By Jamie Laubenstein, AS, CVT, ’07
Originally published in the November 25, 2022, edition of the Valley Advantage.
As autumn golds fade to winter blues, the temperatures outside begin to drop significantly. As responsible pet owners, it is important to know the laws, obligations and options we have during these winter months.
Libre’s Law, signed by Governor Tom Wolf in August 2017, includes a section regarding leashing your dog outside. Dogs cannot be tethered outside for more than 30 minutes in temperatures below 32 degrees and above 90 degrees. We must also be diligent in ensuring that any outside water sources do not freeze over.
What does this mean for those who want to enjoy outdoor activities in the snow with their pets? Well, there are several options available to us to help prevent hypothermia or frostbite in our furry friends.
Pet clothing and specially designed doggy boots can allow your canine companion to enjoy their time outside.
There are a variety of coats, sweaters, body suits and hats designed to fit any size dog to help them stay warm when outside. Dog boots help protect sensitive paw pads from frostbite or damage while walking in the snow or on a frozen sidewalk.
However, some dog breeds have been bred for and used for working outside during these chilling months dating back as far as 4,000 to 6,000 years.
Breeds such as the Siberian Husky, Alaskan Malamute and Samoyed have been pulling sleds and helping hunters survive arctic conditions. Their thick double coats help them to thrive in wet and cold weather. Having thicker fur between their paw pads helps protect them from the cold and frost, allowing for better travel.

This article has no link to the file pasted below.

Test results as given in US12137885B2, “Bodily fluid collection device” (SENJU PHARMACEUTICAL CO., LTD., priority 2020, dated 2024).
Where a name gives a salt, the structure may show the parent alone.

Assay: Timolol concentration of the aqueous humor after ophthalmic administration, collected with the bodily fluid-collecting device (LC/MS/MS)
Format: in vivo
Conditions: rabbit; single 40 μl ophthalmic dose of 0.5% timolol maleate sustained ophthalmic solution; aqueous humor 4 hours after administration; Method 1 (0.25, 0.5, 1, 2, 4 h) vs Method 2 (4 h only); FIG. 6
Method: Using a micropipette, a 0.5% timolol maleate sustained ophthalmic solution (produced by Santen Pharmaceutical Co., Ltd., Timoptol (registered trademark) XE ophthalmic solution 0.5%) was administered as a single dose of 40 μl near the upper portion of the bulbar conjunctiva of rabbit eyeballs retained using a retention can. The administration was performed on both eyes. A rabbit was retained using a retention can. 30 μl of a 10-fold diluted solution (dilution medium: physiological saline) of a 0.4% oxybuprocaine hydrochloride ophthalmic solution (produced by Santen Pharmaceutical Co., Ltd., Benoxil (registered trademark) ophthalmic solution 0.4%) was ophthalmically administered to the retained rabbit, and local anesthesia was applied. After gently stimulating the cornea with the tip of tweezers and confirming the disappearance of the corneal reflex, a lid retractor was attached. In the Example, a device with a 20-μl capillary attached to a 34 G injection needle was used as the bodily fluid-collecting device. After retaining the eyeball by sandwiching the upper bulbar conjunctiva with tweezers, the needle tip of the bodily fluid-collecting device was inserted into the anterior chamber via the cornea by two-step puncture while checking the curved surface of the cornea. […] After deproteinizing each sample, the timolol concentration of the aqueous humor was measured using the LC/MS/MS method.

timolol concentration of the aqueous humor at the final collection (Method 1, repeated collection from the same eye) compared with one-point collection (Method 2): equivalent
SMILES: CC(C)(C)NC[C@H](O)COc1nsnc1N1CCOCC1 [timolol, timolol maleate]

The Saint Bernard, Bernese Mountain Dog and Greater Swiss Mountain Dog were all bred to withstand a cold climate, herd and guard livestock and assist soldiers in wartime. Not only are these dogs highly intelligent and easily trainable, but they also make excellent family companions.
Dogs are not the only ones that may need some help outside in the winter months. Many of us may have a few stray cats around the neighborhood that can use some extra TLC right about now.
If you can humanely trap them and get them to a local shelter or rescue before the temperatures drop significantly, this is the best option. However, some cats are too smart to trap but need our help all the same.
Shelter from the elements is a great first step to helping them survive the winter. A DIY shelter is cheap and easy to set up — all you need is a plastic container, insulation and bedding. Begin by cutting a small opening in one side of the container, line the container with foam insulation and then add a thick layer of straw for bedding. Make sure you place the enclosure somewhere quiet so that you see the cat frequently and where they will feel safe to use it.
Water is the second most important part of survival in the winter. Since streams, lakes or puddles are often frozen, providing a water source that they can easily access, and doesn’t freeze is essential.
Lastly, you can put out some dry cat food during the day for an easy meal but you will want to pick up the food at night to prevent raccoons or other wild animals from visiting during the night.
There are many options for us to enjoy the snow with our pets. Whether it’s making snowballs for them to chase or sledding down the hill, our pets can be part of these experiences. Be mindful of how long they have been outside, as often they will want to keep playing past the time it’s safe for them to be out.
Enjoy this season with your furry pal, and let it snow!
Jamie Laubenstein, AS, CVT, ’07 Johnson College alumni, is a full time CVT instructor at the Johnson College Veterinary Nursing Program as well as a clinical rotation instructor at the Animal Care Center on campus. She has been part of the veterinary field for 19 years.